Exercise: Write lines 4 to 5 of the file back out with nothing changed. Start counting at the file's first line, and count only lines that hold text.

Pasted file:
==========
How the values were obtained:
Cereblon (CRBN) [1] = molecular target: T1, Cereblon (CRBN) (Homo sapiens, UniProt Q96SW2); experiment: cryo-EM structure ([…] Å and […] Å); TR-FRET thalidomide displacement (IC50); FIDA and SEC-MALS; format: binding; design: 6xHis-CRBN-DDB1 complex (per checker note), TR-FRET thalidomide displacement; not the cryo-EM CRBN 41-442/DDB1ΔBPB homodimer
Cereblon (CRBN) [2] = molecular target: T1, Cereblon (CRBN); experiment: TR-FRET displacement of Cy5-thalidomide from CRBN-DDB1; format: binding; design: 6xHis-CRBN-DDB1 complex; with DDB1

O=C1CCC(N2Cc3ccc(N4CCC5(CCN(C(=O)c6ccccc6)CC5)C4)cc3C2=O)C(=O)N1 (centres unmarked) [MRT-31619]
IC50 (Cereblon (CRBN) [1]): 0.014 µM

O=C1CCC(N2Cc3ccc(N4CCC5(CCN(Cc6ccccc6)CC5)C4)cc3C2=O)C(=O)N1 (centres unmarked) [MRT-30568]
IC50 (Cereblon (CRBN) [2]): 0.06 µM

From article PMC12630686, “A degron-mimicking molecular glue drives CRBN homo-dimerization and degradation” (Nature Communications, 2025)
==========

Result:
O=C1CCC(N2Cc3ccc(N4CCC5(CCN(C(=O)c6ccccc6)CC5)C4)cc3C2=O)C(=O)N1 (centres unmarked) [MRT-31619]
IC50 (Cereblon (CRBN) [1]): 0.014 µM